What medications are used to treat schizophrenia?

Dr. Michael Roizen, MD
Internal Medicine
The most common medication used to treat schizophrenia is an antipsychotic medication. There are two types: typical and atypical. The typical ones were developed at the height of I Love Lucy’s popularity. Atypical antipsychotics were developed at the height of Friends and Seinfeld in the 1990s. Both reduce the positive and negative symptoms. Typical antipsychotics tend to treat the negative symptoms better, so it is not uncommon for you to be on multiple medications at once.

Some of the other medications you may be on include anticonvulsants, antidepressants, benzodiazepines, mood stabilizers, beta-blockers, and lithium. However, don’t be surprised if the cocktail you’re taking changes over time.
Many drugs used to treat schizophrenia can cause some nasty side effects. Some have to be watched as closely as a toddler on a playground and blood tests may be necessary, so be sure to tell your doctor about anything unusual. And definitely do not stop taking the meds cold turkey.
There are a number of medications especially designed to treat schizophrenia. The most commonly used medications are called antipsychotics. The first medications which were developed are called typical (conventional) antipsychotics, and include: Chlorpromazine, Fluphenazine, Flupentixol, Haloperidol, Loxapine, Perphenazine, Thiothixene and Thioridazine. Recently a "new generation" of antipsychotics has been developed, and they generally produce fewer side-effects. These second generation (atypical) antipsychotics include: Amisulpride, Aripriprazole, Clozapine, Olanzapine, Quietiapine, Risperidone, Sertindole and Ziprasidone.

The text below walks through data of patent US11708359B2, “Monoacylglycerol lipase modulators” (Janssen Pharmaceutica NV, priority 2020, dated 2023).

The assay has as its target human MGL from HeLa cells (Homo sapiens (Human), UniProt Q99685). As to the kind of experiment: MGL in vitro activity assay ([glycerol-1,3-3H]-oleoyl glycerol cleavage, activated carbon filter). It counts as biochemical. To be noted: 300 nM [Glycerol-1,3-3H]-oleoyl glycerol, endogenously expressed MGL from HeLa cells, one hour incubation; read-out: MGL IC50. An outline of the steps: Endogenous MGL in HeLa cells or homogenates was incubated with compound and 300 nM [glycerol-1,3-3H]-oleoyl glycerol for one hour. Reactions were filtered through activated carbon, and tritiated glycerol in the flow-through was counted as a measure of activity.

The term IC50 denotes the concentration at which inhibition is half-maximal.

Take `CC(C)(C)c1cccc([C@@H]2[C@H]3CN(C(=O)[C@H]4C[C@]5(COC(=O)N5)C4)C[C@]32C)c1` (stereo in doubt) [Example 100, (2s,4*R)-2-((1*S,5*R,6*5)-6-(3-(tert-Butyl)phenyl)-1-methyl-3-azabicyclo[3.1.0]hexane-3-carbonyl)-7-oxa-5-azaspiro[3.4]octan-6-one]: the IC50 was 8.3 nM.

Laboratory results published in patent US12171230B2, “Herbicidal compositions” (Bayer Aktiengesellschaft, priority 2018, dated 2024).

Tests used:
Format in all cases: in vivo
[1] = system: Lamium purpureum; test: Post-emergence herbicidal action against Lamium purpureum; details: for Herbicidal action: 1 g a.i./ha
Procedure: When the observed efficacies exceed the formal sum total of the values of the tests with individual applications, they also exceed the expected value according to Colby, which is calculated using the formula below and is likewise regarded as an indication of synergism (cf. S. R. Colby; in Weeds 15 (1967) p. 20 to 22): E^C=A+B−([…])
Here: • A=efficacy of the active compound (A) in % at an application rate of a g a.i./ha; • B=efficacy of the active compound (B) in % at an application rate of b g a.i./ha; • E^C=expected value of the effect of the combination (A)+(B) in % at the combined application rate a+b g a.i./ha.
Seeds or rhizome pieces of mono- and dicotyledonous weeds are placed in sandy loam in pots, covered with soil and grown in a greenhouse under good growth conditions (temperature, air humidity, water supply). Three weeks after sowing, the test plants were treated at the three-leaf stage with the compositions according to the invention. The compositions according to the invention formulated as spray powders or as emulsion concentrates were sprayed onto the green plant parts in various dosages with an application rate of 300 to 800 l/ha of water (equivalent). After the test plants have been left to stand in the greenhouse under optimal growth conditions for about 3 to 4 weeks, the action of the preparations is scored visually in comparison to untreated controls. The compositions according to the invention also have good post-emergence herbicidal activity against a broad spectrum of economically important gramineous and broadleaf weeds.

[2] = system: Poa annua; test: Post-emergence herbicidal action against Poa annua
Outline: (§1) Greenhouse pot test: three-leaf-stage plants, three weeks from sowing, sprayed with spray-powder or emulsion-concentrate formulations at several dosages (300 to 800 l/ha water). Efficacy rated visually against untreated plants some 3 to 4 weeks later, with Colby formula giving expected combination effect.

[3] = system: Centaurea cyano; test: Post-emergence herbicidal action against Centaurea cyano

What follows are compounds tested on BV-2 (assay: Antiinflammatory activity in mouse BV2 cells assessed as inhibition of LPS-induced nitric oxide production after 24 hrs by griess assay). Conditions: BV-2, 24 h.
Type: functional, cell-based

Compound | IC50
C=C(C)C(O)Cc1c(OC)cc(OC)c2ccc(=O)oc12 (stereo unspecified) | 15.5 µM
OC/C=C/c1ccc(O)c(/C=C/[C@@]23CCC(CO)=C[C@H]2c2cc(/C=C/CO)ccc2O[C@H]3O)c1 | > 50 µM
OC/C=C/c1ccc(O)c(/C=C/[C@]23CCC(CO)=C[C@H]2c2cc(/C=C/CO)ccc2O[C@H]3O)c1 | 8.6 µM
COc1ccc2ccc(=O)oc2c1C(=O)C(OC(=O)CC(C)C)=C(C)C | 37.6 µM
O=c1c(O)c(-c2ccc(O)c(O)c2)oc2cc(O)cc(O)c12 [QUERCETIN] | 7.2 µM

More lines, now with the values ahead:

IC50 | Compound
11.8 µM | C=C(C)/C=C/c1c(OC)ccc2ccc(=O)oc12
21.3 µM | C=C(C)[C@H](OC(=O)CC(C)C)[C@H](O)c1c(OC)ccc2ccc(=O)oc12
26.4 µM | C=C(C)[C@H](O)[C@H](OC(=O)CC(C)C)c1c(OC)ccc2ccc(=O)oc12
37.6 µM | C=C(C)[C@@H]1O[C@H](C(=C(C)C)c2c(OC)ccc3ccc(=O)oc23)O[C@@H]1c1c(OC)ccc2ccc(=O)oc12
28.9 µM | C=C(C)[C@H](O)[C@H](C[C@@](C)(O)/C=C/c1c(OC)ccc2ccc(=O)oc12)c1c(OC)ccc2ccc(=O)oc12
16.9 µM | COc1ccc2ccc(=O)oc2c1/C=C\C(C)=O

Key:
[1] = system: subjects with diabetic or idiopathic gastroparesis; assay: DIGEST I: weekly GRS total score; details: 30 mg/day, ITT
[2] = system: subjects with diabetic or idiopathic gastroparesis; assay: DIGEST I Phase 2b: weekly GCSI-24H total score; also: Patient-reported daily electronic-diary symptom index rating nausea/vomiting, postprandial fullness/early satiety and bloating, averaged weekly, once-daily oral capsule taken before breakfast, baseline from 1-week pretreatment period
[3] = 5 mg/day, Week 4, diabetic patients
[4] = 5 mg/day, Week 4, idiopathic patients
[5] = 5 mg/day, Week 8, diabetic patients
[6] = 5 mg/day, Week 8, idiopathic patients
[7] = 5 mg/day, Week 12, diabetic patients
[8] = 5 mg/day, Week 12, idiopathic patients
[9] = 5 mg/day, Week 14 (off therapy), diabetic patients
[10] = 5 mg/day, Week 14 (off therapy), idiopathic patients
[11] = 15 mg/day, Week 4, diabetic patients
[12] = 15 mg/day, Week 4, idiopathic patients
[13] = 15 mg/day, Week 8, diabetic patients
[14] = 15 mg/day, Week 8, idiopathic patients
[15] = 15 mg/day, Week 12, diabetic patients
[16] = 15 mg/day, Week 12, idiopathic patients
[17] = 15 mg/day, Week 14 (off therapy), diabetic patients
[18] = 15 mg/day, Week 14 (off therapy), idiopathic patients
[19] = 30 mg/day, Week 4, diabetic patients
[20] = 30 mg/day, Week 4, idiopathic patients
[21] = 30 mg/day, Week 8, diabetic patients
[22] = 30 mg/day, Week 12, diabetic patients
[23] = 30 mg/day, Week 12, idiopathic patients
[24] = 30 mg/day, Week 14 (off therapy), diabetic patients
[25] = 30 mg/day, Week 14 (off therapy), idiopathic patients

Douglas E. Severance, MD
Family Medicine
Antipsychotic medications are the most commonly used drugs to treat schizophrenia. These medicines balance chemicals in the brain to reduce the positive symptoms of schizophrenia, including delusions and hallucinations. There are two classes of antipsychotics: conventional and atypical. The first group of antipsychotics, conventional antipsychotics, was introduced in the 1950s. This group includes chlorpromazine, fluphenazine, thioridazine, haloperidol, thiothixene, trifluoperazine, and perphenazine. In the 1990s, atypical antipsychotics were developed. Not only did these atypicals work to relieve positive symptoms of schizophrenia, but they also reduced the negative symptoms, such as disoriented thinking and isolation. This group of medications includes risperidone, clozapine, olanzapine, quetiapine, and ziprasidone, among others.

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Important: This content reflects information from various individuals and organizations and may offer alternative or opposing points of view. It should not be used for medical advice, diagnosis or treatment. As always, you should consult with your healthcare provider about your specific health needs.